Communities are exploring creative solutions to beat the heat. The City of Phoenix has implemented shade standards and installed reflective cool pavement. Phoenix is also working with nature to address rising temperatures by increasing tree canopy cover. Additionally, the City of Boulder recently launched its "Cool Boulder" campaign to implement natural climate solutions. The campaign includes a community science heat mapping initiative, projects to improve soil health, and tree planting programs. Santa Fe County is currently participating in a program organized by the Nature-based Climate Solutions (NCS) group to plan for the implementation of nature-based climate solutions in the County. The Sustainability team will be working with staff at NCS and graduate students at the University of Colorado Boulder to apply the Managing Urban Landscapes for Climate Action guide to create a holistic nature-based solutions strategy.

Below are just a few actions you can take to stay cool this summer:


What Can I do?

Help Reduce Fire Risk and

Fire Impacted Communities

As the southwest faces aridification and drought complicated by climate change, New Mexico currently reflects the heartbreaking impacts of a warming planet in its fire battles across the state. Sadly, the Hermits Peak-Calf Canyon fire ranks as the largest in modern state history. Communities are experiencing tragic losses and devastation and while the grief is overwhelming, there are a number of ways everyone can help to reduce fire risk in neighborhoods, our precious surrounding forests, and help those who have been impacted directly.  

This year’s dry and windy conditions put the state at increased fire risk. On May 10th, the Board of County Commissioners approved a resolution banning the sale and use of fireworks in unincorporated areas and wildlands within the County. Santa Fe County also passed an ordinance in April to restrict other activities that exacerbate the risk of fires, including smoking within County parks and wildlands, campfires, and open burning. A similar ban on fireworks and fire restrictions were also enacted by the City of Santa Fe. The Santa Fe National Forest and certain County open spaces are currently closed due to the fire.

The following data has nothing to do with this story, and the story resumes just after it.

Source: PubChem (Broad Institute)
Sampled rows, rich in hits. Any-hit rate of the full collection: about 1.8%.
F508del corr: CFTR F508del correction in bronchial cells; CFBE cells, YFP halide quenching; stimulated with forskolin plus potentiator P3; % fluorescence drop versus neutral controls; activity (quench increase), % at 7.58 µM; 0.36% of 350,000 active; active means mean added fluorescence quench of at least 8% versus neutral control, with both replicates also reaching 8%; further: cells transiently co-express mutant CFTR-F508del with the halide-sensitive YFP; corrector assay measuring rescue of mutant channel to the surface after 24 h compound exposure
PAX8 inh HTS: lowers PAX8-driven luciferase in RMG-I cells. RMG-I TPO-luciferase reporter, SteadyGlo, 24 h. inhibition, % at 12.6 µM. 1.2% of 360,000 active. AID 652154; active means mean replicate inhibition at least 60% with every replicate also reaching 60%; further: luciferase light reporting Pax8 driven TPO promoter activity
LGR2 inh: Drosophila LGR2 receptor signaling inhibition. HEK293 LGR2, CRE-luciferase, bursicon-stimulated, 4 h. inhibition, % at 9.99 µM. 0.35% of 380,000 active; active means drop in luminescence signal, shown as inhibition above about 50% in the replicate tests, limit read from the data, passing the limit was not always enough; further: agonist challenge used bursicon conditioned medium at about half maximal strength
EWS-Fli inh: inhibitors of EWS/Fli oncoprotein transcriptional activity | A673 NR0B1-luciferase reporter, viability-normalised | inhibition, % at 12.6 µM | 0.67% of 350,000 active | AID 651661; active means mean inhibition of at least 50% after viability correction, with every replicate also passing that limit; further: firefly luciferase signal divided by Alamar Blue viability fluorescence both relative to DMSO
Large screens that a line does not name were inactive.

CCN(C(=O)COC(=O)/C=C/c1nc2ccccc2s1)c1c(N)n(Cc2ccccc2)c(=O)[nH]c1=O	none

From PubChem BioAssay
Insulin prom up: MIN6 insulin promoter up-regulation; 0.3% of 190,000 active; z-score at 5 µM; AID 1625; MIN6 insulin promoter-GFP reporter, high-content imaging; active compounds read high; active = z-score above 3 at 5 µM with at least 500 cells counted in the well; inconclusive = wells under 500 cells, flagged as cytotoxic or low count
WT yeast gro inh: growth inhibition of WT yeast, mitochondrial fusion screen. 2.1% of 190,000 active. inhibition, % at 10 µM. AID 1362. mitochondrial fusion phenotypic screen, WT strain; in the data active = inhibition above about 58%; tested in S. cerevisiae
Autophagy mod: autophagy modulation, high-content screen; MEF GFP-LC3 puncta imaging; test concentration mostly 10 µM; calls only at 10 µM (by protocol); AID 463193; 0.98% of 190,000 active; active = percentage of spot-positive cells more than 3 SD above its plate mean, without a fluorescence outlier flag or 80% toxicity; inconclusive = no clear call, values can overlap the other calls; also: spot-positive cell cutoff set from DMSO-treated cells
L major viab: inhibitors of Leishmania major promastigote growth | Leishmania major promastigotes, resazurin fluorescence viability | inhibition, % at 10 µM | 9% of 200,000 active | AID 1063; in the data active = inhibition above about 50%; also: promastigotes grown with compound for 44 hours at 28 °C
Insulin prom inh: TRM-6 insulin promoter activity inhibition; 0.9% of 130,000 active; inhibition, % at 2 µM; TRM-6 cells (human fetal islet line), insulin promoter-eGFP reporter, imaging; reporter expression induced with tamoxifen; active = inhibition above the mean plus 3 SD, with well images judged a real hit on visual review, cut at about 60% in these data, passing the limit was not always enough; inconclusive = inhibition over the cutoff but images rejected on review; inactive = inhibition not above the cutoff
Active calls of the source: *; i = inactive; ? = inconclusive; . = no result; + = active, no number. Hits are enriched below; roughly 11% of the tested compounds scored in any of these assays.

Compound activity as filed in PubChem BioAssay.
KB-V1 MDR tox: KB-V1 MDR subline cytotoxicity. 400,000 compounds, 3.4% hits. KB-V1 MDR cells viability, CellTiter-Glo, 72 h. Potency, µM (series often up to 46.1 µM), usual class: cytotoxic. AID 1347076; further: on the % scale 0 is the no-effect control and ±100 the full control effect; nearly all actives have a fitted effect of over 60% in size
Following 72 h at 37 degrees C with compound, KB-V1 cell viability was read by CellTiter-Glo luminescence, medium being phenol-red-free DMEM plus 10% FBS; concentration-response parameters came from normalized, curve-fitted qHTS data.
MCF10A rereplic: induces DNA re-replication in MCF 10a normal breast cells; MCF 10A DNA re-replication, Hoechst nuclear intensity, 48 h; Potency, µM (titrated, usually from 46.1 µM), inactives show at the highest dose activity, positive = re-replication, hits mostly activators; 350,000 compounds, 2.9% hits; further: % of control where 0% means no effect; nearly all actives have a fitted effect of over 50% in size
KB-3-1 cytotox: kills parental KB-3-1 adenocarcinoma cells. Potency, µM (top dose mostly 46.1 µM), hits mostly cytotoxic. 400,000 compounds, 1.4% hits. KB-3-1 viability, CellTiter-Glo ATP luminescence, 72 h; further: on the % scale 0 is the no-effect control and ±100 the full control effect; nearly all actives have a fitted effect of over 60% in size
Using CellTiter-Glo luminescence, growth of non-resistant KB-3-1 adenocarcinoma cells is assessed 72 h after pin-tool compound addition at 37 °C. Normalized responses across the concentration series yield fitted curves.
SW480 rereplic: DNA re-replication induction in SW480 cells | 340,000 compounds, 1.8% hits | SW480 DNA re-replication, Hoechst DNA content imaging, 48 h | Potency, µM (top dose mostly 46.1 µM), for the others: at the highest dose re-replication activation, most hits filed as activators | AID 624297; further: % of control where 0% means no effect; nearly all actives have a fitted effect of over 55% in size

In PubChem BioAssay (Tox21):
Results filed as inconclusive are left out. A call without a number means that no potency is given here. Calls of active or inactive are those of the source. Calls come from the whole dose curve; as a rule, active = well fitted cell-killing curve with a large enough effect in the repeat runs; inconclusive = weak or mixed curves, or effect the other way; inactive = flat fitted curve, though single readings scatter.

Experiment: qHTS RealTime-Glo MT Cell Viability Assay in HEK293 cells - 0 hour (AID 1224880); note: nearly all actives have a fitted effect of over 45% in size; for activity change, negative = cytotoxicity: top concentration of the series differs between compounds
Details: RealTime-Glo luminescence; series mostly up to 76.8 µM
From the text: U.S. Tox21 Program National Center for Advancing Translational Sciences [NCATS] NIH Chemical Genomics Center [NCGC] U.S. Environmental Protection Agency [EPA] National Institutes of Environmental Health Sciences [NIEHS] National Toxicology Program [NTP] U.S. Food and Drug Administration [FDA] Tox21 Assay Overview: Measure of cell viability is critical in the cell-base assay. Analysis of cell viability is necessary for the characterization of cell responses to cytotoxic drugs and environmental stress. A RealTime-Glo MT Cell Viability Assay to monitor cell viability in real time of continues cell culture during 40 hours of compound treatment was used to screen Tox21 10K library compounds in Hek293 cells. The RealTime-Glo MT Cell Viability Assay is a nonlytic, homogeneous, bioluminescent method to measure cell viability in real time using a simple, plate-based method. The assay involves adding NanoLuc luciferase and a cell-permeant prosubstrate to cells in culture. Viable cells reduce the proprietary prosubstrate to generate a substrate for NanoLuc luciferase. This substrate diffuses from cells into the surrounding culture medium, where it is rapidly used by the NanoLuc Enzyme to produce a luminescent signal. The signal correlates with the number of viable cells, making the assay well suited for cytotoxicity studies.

Here are a few ways you can help reduce fire risk and support affected communities:

  • Prevent fires: A single spark can quickly turn into an out of control blaze. Always follow local fire restrictions, including current prohibitions on campfires, open burning, and fireworks. Keep vehicles away from dry grass and make sure vehicles and trailers are in working order. Hot exhaust pipes can ignite dry vegetation, while dragging chains and worn brakes can create sparks that lead to a fire.
  • Create defensible space: Create defensible space for firefighters to protect your home by pruning vegetation and removing brush piles. Green waste can be disposed of at County convenience centers or at the Buckman Road Recycling and Transfer Station.
  • Make a plan: Create a disaster plan that includes meeting locations and evacuation plans for your family, pets, and livestock. Review the Santa Fe Ready, Set, Go Guide for planning tips.
  • Sign up for Santa Fe Alert: Sign up for Alert Santa Fe! to receive emergency alerts and notifications.
  • Help those in need: Check out groups like the Santa Fe Community Foundation, Food Depot, YouthWorks emergency meals program, the All Together NM fund, and other local organizations for ways to help those affected by wildfires. Make sure to review the organization’s current needs before donating supplies.

Our June Picks

(Click on orange title and text below for associated links and information.)


RCAC Well Assessment

The Rural Community Assistance Corporation (RCAC) is offering free well assessments to private well owners within a 60-mile radius of Espanola, New Mexico.


El Rancho de Las Golondrinas Spring and Fiber Festival

Saturday June 4

Sunday June 5

Celebrate New Mexico’s historic fiber arts and learn about our state’s rich cultural heritage at the 17th annual Santa Fe Spring and Fiber Festival!


Santa Fe Pollinator Habitat Kit Program

May 1- June 30

Create a pollinator oasis! The Xerces Society is offering pollinator habitat kits, each with 33 climate-smart native plants. Kits are available to residents and organizations in Santa Fe city limits and directly adjacent urban areas. Visit the Xerces website to submit an interest form.


childrens museum

Move for the Museum Festival

June 4-18

Support the Santa Fe Children’s Museum by participating in the Move for the Museum challenge! The challenge will conclude with a community event at the Museum on June 18th.


Santa Fe Solid Waste Management Agency Free Tire and Green Waste Days

Saturday June 4

Sunday June 5

Wrap up your spring cleaning! Residents may drop off up to 8 passenger tires and unbagged green waste for free at the Buckman Road Recycling and Transfer Station on June 4th and June 5th.


STEM Santa Fe Summer 2022 STEM Circle Series

June 20- July 15

Check out these STEM sessions for students rising into grades 7-9! Each weeklong session has a different theme, including aviation and aerospace, gaming for education, and building a laser harp.

Sustainability Comments or Questions?

We are your local advisors on all things sustainability in Santa Fe County. Call us about anything from water conservation, cleaner transportation, solar and renewable energy, composting, recycling, etc. Or let us know what you would like to learn more about in our newsletter. 


Jacqueline Beam, jybeam@santafecountynm.gov

Nav Khalsa, nkhalsa@santafecountynm.gov

Adeline Murthy, amurthy@santafecountynm.gov

Caitlin Weber, cweber@santafecountynm.gov